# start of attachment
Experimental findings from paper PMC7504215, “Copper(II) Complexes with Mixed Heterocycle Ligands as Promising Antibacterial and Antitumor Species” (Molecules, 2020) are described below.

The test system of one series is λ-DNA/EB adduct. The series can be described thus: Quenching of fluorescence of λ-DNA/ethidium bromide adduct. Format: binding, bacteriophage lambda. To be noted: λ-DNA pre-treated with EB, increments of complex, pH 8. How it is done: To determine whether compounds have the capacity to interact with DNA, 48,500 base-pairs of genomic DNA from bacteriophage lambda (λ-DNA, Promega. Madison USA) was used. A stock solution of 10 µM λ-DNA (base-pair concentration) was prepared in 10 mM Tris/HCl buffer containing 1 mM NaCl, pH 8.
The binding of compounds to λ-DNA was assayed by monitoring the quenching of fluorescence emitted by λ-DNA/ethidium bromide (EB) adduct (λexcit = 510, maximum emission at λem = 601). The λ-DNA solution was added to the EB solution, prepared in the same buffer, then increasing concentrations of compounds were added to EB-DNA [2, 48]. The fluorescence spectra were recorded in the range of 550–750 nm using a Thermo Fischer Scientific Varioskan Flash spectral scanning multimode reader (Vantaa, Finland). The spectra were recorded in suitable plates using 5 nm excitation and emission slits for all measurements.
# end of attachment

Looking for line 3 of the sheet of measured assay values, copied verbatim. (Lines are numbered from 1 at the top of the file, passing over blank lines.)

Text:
The binding of compounds to λ-DNA was assayed by monitoring the quenching of fluorescence emitted by λ-DNA/ethidium bromide (EB) adduct (λexcit = 510, maximum emission at λem = 601). The λ-DNA solution was added to the EB solution, prepared in the same buffer, then increasing concentrations of compounds were added to EB-DNA [2, 48]. The fluorescence spectra were recorded in the range of 550–750 nm using a Thermo Fischer Scientific Varioskan Flash spectral scanning multimode reader (Vantaa, Finland). The spectra were recorded in suitable plates using 5 nm excitation and emission slits for all measurements.